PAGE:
I use APA citation style. When I cite a government agency as the author or publisher of a work, should I include "United States", "U.S.", or omit the country entirely? Is it ever appropriate to include a country in brackets or parentheses when it isn't part of the agency name?

Some agencies have United States as part of their formal name, even if they don't often use it, eg. United States Drug Enforcement Administration. Other agencies don't have "United States" as part of their formal name, eg. the Federal Bureau of Investigation. If there is potential for confusion with the agency of another country with a similar name, can I put the country name in parentheses or brackets, eg "Federal Bureau of Investigations [U.S.]. (2019). ..."?

I'm in the United States in a context where documents from the executive agencies of other countries are unlikely to be cited, so I tend to omit the country. However, if I do cite, say the Department of Education of South Africa, do I need to add U.S. to my references to disambiguate them? This is not a minor change, as it effects alphabetization.

What I found online:

The Pen and the Pad uses examples which omit U.S.

Washington & Lee University library guide uses this example:

United States. Department of Justice.  Office of 
     Justice Programs. National Institute of Justice.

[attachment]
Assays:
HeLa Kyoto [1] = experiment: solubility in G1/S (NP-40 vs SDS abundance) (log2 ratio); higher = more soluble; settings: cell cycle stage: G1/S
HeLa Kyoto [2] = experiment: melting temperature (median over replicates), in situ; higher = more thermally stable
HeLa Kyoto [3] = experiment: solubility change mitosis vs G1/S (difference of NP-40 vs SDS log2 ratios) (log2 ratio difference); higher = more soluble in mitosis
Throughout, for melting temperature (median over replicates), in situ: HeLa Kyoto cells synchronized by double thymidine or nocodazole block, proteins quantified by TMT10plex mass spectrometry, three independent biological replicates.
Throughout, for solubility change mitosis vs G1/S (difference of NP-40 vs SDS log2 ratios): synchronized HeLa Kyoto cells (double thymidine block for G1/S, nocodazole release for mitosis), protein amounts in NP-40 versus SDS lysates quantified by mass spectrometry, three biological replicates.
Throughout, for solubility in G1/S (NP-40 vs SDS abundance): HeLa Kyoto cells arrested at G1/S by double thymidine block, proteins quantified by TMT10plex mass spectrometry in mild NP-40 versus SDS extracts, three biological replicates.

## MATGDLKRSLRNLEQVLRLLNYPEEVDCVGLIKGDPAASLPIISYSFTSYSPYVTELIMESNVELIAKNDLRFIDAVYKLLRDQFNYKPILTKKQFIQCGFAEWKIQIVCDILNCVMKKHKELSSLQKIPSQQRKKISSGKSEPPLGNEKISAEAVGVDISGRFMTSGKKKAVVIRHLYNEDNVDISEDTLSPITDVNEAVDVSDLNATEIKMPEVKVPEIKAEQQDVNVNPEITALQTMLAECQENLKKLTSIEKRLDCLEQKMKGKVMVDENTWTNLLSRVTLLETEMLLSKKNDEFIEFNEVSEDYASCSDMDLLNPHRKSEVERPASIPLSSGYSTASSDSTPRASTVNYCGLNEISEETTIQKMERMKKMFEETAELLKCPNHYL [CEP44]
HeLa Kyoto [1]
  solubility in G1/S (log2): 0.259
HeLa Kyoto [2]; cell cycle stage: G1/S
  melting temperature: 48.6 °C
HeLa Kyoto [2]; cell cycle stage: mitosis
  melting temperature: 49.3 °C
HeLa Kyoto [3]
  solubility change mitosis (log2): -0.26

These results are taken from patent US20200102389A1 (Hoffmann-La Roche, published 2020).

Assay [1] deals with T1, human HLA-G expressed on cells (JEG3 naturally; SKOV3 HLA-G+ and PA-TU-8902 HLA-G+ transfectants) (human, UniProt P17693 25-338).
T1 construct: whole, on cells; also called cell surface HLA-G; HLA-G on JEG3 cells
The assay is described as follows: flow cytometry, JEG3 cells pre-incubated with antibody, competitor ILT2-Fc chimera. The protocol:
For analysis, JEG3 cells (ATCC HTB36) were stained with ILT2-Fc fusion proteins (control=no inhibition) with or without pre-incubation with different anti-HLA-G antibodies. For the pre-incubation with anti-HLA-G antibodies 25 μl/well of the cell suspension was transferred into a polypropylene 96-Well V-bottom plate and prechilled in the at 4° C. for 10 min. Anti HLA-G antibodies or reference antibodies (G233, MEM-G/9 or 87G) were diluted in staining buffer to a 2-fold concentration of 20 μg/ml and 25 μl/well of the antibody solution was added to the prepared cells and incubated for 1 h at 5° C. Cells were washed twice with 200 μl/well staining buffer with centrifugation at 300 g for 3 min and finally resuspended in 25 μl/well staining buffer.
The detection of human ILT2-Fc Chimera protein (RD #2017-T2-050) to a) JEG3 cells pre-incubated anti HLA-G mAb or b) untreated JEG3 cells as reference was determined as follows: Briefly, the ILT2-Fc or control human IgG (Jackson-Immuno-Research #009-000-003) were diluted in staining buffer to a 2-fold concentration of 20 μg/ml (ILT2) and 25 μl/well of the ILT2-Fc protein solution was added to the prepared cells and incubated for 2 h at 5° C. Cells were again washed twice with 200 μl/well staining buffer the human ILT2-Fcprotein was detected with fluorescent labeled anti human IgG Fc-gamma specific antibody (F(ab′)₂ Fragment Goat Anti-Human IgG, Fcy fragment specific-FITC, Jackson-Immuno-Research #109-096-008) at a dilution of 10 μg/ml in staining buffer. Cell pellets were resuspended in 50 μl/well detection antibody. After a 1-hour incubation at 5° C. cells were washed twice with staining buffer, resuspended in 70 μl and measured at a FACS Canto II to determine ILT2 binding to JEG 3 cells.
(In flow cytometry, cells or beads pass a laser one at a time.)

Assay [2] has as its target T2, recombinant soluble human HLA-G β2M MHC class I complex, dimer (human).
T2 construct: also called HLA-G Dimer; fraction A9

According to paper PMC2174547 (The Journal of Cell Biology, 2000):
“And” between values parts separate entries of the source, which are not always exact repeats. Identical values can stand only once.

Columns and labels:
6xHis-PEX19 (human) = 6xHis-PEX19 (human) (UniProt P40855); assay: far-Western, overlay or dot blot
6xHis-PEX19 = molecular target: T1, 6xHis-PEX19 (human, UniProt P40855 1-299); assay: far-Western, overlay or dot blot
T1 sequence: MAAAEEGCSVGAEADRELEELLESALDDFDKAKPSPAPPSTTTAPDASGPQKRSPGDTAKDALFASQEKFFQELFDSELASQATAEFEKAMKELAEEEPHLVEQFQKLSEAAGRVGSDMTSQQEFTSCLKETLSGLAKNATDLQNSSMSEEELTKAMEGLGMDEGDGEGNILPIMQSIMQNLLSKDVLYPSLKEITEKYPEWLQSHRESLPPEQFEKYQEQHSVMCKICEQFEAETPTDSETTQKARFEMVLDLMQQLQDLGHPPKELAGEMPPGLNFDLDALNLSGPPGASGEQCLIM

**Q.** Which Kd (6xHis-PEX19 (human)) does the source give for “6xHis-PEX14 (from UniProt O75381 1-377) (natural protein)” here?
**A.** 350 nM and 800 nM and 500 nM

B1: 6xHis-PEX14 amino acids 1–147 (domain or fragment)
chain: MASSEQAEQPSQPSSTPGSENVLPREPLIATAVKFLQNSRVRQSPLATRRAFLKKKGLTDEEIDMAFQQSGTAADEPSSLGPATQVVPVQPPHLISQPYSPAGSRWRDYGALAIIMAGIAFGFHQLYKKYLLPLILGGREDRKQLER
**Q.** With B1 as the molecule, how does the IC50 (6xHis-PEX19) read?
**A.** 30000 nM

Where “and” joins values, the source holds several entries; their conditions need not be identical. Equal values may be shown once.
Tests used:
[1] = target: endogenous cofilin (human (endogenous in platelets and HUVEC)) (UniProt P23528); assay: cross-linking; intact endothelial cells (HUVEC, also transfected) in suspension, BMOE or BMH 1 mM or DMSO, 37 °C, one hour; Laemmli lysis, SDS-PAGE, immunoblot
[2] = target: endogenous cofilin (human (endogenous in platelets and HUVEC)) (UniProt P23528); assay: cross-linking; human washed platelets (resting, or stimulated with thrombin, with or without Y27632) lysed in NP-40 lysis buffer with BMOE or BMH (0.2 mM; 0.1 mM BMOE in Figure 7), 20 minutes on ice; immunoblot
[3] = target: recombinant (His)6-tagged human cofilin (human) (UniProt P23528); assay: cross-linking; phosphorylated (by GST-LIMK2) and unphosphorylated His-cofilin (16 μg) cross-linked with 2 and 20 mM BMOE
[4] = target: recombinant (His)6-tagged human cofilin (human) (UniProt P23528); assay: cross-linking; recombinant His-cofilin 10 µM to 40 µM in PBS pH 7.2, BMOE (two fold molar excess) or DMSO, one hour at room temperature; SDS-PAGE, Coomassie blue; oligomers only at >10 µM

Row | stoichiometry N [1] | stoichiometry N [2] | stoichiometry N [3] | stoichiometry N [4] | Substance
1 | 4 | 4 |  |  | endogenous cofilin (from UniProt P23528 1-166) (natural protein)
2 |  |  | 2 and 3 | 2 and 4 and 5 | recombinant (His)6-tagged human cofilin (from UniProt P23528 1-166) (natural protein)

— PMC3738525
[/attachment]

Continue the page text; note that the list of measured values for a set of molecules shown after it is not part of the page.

(1998). High school youths, weapons, and violence:
     A national survey by J.F. Sheley and J.D. Wright.
     Washington DC: National Institute of Justice.  
     (Research in brief)   (J 28.24:Y 8)

All those periods in an author sure seems clumsy to me. I probably would have done "National Institute of Justice [U.S.]. (1998)." or "United States Department of Justice. (1998)."

1 Answer 1


My preference would be to just use "U.S." inline versus omission, spelling it out, or using parentheses. Think this is adequate to give the information but is tight and doesn't look awkward.

I would use this both in text (for example funding acknowledgements) or citations. Also spell out agencies. Not CIA or BUPERS but whole name. Note, it is fine in normal conversation, emails, etc. to use the acronyms if context and audience make it clear [for example in a question here about U.S. specific funding agencies I could say "NSF" in an answer]. But not in peer reviewed literature heading out to the world.

P.s. There is some fussiness about U.S. versus US. I would stick with U.S. as the more traditional and common spelling. (But let copy editors do what they want--this is minutia.) US is preferred in the context of the military and in some newer style guides. U.S. is still more traditional in grammar texts, newspaper style guides, and civilian parts of U.S. government.

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